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scikit-learn: machine learning in Python
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Latest commit 956205c @ogrisel ogrisel Merge pull request #6286 from ogrisel/pr-6206-followup
[MRG+2] Fix isotonic performance issue at prediction time


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scikit-learn is a Python module for machine learning built on top of SciPy and distributed under the 3-Clause BSD license.

The project was started in 2007 by David Cournapeau as a Google Summer of Code project, and since then many volunteers have contributed. See the AUTHORS.rst file for a complete list of contributors.

It is currently maintained by a team of volunteers.

Note scikit-learn was previously referred to as scikits.learn.

Important links


scikit-learn is tested to work under Python 2.6, Python 2.7, and Python 3.4. (using the same codebase thanks to an embedded copy of six). It should also work with Python 3.3.

The required dependencies to build the software are NumPy >= 1.6.1, SciPy >= 0.9 and a working C/C++ compiler. For the development version, you will also require Cython >=0.23.

For running the examples Matplotlib >= 1.1.1 is required and for running the tests you need nose >= 1.1.2.

This configuration matches the Ubuntu Precise 12.04 LTS release from April 2012.

scikit-learn also uses CBLAS, the C interface to the Basic Linear Algebra Subprograms library. scikit-learn comes with a reference implementation, but the system CBLAS will be detected by the build system and used if present. CBLAS exists in many implementations; see Linear algebra libraries for known issues.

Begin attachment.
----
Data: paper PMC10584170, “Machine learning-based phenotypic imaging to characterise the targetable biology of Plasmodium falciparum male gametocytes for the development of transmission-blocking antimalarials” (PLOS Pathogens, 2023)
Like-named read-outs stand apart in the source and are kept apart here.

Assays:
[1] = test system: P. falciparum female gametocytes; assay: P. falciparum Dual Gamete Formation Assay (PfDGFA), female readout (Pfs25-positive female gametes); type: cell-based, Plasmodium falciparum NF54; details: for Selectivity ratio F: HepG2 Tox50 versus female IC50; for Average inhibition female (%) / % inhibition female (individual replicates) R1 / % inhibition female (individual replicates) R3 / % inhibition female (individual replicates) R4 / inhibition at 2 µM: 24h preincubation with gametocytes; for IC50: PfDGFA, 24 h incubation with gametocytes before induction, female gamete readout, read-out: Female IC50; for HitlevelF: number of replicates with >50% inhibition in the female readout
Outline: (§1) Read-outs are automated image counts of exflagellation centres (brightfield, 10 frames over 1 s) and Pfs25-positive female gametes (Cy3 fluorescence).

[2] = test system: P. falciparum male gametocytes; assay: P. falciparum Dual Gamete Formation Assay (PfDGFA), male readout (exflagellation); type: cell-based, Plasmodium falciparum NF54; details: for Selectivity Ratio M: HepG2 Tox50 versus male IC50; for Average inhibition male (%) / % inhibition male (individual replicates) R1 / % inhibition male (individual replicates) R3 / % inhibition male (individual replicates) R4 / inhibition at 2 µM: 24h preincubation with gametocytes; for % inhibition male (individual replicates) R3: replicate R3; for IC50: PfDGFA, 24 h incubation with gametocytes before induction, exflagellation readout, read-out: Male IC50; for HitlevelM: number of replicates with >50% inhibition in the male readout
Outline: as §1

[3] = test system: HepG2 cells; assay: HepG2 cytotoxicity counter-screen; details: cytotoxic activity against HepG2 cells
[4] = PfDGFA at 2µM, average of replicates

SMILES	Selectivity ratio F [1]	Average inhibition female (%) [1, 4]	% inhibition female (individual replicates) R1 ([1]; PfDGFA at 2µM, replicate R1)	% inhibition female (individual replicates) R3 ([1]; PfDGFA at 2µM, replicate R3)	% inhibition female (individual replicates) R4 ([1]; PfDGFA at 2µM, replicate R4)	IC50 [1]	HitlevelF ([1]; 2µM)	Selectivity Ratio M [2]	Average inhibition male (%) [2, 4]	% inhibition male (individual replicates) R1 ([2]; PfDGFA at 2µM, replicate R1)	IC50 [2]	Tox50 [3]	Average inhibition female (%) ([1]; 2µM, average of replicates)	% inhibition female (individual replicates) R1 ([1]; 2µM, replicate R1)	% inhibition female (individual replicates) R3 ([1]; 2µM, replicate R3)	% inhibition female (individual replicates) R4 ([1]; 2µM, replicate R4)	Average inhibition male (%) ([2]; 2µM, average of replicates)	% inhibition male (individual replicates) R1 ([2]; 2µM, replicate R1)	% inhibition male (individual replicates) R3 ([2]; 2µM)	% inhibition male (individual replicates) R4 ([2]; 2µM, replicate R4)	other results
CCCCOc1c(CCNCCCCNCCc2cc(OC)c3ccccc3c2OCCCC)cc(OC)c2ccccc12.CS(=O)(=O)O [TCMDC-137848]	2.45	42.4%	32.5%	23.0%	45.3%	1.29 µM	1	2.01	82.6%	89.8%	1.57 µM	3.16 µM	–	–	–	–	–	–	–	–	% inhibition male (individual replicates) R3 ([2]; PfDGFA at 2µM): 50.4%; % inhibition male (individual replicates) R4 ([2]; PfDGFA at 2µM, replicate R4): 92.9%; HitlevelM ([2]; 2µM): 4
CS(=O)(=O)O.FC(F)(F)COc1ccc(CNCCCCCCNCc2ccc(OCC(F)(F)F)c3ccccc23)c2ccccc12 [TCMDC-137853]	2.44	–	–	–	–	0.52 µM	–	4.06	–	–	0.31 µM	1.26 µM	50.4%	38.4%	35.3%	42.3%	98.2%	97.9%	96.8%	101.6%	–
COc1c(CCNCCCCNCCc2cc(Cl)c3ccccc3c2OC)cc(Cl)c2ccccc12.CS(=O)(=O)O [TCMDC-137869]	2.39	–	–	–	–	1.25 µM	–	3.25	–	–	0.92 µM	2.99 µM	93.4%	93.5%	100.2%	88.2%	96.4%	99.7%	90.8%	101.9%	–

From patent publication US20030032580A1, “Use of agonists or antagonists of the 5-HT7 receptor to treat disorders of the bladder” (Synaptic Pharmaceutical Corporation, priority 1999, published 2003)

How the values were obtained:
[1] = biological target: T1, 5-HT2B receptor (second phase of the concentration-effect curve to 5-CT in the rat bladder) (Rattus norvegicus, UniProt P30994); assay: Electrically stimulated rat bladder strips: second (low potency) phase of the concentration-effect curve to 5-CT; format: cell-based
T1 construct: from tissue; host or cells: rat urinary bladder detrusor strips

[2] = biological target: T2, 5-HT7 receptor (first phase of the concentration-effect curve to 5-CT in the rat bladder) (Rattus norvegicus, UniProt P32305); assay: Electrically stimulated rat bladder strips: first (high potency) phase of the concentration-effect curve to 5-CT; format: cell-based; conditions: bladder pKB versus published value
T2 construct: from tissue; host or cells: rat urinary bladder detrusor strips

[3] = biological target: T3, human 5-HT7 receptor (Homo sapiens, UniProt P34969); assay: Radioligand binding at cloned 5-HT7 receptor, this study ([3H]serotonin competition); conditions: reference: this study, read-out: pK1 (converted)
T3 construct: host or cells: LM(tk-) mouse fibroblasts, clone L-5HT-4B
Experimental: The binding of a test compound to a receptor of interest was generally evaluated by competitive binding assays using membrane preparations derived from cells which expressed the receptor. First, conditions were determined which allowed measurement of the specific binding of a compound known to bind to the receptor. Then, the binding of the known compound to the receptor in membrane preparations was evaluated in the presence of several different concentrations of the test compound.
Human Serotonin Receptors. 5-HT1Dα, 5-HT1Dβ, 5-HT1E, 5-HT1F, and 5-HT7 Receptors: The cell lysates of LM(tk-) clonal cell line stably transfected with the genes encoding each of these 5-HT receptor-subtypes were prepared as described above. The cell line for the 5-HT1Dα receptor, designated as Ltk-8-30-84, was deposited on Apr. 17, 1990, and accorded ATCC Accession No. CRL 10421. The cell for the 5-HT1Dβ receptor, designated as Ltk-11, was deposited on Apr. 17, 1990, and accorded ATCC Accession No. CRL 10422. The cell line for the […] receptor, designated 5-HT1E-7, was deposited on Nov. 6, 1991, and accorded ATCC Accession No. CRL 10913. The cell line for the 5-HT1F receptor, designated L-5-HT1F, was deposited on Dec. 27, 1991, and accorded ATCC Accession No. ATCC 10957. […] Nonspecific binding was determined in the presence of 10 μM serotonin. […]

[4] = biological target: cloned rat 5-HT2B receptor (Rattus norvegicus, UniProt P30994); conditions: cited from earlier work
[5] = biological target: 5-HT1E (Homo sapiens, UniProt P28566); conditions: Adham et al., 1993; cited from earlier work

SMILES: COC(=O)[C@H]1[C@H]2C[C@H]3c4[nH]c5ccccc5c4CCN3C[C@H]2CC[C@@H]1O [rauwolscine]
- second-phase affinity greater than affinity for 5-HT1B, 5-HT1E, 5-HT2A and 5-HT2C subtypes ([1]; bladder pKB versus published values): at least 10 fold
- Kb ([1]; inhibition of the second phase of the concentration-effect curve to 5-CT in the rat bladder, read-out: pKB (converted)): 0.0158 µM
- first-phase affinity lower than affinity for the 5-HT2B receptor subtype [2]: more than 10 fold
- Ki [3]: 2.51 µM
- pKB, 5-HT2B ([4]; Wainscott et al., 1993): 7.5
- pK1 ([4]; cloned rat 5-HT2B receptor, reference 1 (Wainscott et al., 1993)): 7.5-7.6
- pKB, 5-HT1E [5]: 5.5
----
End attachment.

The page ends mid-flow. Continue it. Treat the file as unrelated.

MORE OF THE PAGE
This package uses distutils, which is the default way of installing python modules. To install in your home directory, use:

python install --user

To install for all users on Unix/Linux:

python build
sudo python install

For more detailed installation instructions, see the web page




You can check the latest sources with the command:

git clone

or if you have write privileges:

git clone


Quick tutorial on how to go about setting up your environment to contribute to scikit-learn:

Before opening a Pull Request, have a look at the full Contributing page to make sure your code complies with our guidelines:


After installation, you can launch the test suite from outside the source directory (you will need to have the nose package installed):

$ nosetests -v sklearn

Under Windows, it is recommended to use the following command (adjust the path to the python.exe program) as using the nosetests.exe program can badly interact with tests that use multiprocessing:

C:\Python34\python.exe -c "import nose; nose.main()" -v sklearn

See the web page for more information.

Random number generation can be controlled during testing by setting the SKLEARN_SEED environment variable.
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